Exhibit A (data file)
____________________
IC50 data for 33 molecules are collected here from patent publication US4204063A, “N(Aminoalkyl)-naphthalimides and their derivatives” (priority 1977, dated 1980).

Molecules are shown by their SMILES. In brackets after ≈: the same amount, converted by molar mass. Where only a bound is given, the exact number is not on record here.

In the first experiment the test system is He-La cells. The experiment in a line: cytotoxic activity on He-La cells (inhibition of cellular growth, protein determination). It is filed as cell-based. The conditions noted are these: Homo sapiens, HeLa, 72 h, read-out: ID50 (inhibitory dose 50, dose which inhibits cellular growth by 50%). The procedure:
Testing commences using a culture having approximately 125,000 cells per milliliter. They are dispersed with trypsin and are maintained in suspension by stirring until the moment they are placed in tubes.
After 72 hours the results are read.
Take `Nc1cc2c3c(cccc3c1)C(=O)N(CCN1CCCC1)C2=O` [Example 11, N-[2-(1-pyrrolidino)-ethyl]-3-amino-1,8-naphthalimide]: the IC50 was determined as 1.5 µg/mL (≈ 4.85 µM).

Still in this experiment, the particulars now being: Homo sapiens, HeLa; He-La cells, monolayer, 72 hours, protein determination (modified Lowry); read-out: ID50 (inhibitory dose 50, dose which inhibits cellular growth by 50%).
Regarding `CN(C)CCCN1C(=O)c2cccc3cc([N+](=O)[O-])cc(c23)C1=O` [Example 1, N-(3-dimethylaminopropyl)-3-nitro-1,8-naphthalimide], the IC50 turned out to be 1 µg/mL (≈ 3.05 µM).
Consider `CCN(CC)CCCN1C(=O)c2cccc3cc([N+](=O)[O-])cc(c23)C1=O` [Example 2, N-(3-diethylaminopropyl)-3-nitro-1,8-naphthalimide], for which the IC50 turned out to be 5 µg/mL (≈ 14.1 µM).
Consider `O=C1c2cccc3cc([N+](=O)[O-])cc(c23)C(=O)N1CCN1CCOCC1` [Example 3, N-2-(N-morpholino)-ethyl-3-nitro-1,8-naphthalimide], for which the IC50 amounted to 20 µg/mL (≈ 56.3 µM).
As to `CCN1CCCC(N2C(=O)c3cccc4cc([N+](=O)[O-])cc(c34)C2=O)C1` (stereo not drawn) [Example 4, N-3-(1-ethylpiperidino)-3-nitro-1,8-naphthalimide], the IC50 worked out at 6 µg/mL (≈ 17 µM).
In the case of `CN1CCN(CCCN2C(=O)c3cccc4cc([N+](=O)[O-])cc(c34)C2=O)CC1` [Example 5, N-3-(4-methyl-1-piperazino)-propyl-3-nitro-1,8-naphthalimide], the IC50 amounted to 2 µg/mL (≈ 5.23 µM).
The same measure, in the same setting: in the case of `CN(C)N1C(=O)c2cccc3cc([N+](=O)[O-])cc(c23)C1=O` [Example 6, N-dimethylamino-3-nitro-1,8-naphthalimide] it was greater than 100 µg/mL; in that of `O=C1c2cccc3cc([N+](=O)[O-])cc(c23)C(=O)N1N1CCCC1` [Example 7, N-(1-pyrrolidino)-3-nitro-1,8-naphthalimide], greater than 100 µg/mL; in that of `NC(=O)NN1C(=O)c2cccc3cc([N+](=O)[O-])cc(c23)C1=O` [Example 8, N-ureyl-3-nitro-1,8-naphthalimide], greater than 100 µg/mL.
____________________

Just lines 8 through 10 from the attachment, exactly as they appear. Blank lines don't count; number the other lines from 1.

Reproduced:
Regarding `CN(C)CCCN1C(=O)c2cccc3cc([N+](=O)[O-])cc(c23)C1=O` [Example 1, N-(3-dimethylaminopropyl)-3-nitro-1,8-naphthalimide], the IC50 turned out to be 1 µg/mL (≈ 3.05 µM).
Consider `CCN(CC)CCCN1C(=O)c2cccc3cc([N+](=O)[O-])cc(c23)C1=O` [Example 2, N-(3-diethylaminopropyl)-3-nitro-1,8-naphthalimide], for which the IC50 turned out to be 5 µg/mL (≈ 14.1 µM).
Consider `O=C1c2cccc3cc([N+](=O)[O-])cc(c23)C(=O)N1CCN1CCOCC1` [Example 3, N-2-(N-morpholino)-ethyl-3-nitro-1,8-naphthalimide], for which the IC50 amounted to 20 µg/mL (≈ 56.3 µM).